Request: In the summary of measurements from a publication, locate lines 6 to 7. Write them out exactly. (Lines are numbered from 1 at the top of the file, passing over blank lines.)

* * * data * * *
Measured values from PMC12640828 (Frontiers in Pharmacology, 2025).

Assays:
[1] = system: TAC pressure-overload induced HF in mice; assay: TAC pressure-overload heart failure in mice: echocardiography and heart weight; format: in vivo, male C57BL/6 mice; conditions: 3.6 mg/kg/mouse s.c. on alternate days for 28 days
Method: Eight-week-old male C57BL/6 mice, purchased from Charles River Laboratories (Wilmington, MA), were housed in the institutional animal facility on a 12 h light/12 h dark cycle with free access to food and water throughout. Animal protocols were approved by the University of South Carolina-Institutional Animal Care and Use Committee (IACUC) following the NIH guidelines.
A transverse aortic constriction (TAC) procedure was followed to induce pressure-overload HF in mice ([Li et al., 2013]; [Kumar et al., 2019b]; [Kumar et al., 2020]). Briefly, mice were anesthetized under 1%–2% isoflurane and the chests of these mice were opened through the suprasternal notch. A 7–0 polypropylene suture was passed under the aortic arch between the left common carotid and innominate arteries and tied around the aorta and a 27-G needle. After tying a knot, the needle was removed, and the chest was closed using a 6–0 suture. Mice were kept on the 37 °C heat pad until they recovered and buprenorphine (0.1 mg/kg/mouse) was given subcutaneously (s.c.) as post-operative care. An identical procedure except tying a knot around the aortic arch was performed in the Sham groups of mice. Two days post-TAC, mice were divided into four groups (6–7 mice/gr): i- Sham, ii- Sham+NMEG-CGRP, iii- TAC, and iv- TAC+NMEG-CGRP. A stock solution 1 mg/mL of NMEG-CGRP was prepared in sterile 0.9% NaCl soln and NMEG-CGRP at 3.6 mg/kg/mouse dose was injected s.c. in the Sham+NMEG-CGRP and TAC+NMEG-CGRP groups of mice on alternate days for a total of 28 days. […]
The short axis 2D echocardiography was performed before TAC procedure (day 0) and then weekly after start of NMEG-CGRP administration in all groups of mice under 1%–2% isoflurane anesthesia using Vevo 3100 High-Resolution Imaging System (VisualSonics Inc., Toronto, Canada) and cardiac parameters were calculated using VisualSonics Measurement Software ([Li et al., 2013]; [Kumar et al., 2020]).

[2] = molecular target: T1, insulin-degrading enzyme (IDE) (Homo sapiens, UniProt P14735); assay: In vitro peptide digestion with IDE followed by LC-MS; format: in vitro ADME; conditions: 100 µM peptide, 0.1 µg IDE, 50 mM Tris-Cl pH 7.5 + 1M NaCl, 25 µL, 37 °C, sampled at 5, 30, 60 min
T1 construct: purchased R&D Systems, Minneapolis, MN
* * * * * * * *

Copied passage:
The short axis 2D echocardiography was performed before TAC procedure (day 0) and then weekly after start of NMEG-CGRP administration in all groups of mice under 1%–2% isoflurane anesthesia using Vevo 3100 High-Resolution Imaging System (VisualSonics Inc., Toronto, Canada) and cardiac parameters were calculated using VisualSonics Measurement Software ([Li et al., 2013]; [Kumar et al., 2020]).

[2] = molecular target: T1, insulin-degrading enzyme (IDE) (Homo sapiens, UniProt P14735); assay: In vitro peptide digestion with IDE followed by LC-MS; format: in vitro ADME; conditions: 100 µM peptide, 0.1 µg IDE, 50 mM Tris-Cl pH 7.5 + 1M NaCl, 25 µL, 37 °C, sampled at 5, 30, 60 min